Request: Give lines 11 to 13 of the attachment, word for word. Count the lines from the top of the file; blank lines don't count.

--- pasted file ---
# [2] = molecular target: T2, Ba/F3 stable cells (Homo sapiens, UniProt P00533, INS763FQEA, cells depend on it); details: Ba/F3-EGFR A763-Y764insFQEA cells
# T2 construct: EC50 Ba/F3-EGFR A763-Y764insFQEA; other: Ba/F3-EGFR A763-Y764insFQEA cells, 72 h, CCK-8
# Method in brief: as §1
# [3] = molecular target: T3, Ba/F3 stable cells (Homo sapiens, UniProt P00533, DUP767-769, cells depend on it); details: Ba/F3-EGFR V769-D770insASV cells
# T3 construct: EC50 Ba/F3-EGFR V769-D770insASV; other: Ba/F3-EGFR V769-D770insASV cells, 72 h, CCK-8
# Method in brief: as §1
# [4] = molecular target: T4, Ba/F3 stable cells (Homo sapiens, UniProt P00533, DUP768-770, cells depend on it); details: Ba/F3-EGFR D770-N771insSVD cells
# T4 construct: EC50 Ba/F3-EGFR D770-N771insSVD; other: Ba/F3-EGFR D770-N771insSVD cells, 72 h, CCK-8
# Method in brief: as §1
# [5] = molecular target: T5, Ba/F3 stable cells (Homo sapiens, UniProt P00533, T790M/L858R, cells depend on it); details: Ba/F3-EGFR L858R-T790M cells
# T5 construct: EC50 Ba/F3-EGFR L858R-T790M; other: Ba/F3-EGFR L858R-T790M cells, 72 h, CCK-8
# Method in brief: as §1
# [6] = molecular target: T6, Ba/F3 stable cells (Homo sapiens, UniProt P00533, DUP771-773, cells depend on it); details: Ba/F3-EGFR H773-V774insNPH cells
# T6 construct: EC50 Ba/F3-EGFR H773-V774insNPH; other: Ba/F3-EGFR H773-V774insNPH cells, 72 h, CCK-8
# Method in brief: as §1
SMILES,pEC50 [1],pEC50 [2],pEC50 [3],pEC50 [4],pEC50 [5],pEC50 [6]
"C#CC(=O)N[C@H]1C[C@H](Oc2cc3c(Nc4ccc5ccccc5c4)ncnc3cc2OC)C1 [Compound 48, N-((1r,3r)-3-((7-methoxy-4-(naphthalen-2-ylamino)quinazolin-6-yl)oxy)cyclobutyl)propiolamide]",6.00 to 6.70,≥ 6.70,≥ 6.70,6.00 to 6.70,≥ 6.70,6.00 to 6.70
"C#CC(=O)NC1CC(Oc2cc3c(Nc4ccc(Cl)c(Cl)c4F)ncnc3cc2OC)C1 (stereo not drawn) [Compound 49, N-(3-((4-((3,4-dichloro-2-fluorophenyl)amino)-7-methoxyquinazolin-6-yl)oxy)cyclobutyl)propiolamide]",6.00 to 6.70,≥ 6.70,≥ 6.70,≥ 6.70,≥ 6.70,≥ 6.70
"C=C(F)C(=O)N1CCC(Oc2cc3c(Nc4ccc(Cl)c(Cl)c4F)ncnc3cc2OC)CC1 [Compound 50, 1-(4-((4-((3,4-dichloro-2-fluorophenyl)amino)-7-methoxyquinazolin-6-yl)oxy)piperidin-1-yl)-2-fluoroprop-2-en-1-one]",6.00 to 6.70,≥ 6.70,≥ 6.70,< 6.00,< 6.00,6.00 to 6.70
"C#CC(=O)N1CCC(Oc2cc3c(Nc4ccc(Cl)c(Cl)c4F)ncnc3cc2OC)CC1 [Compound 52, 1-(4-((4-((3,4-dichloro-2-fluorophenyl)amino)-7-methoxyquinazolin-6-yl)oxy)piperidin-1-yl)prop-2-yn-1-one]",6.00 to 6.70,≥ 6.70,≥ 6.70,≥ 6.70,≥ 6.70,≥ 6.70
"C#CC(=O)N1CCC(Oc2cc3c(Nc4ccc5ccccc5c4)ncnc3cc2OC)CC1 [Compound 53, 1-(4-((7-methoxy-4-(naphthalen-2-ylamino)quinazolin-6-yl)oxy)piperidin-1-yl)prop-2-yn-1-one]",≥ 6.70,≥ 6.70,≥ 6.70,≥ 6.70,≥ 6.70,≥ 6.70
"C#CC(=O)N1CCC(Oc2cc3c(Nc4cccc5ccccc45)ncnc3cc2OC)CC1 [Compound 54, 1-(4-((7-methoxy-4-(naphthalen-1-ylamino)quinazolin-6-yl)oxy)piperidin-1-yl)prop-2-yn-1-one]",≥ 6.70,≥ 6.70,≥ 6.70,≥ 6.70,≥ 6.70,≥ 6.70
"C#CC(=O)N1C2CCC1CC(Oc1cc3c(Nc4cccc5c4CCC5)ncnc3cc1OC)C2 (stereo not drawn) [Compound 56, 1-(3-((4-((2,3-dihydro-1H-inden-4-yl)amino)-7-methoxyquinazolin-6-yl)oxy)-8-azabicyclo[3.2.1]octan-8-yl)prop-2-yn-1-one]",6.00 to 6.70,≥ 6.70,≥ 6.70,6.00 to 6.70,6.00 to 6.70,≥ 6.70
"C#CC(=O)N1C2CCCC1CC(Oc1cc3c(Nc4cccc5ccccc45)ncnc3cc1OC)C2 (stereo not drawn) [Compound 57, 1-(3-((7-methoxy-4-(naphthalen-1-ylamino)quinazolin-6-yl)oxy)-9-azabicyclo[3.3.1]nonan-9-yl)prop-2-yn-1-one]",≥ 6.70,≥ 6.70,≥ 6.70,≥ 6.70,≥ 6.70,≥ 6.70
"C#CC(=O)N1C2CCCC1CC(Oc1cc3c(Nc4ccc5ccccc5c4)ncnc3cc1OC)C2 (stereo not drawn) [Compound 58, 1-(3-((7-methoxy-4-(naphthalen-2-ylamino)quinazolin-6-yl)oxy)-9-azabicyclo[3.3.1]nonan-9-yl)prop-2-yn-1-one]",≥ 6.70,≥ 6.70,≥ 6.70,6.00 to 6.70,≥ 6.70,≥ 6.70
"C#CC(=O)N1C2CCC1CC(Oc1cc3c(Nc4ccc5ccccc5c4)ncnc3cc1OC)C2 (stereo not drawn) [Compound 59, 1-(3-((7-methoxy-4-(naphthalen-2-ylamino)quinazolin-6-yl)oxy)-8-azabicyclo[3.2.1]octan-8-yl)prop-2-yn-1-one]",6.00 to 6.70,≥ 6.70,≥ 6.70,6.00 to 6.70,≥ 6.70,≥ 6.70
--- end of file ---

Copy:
# T5 construct: EC50 Ba/F3-EGFR L858R-T790M; other: Ba/F3-EGFR L858R-T790M cells, 72 h, CCK-8
# Method in brief: as §1
# [6] = molecular target: T6, Ba/F3 stable cells (Homo sapiens, UniProt P00533, DUP771-773, cells depend on it); details: Ba/F3-EGFR H773-V774insNPH cells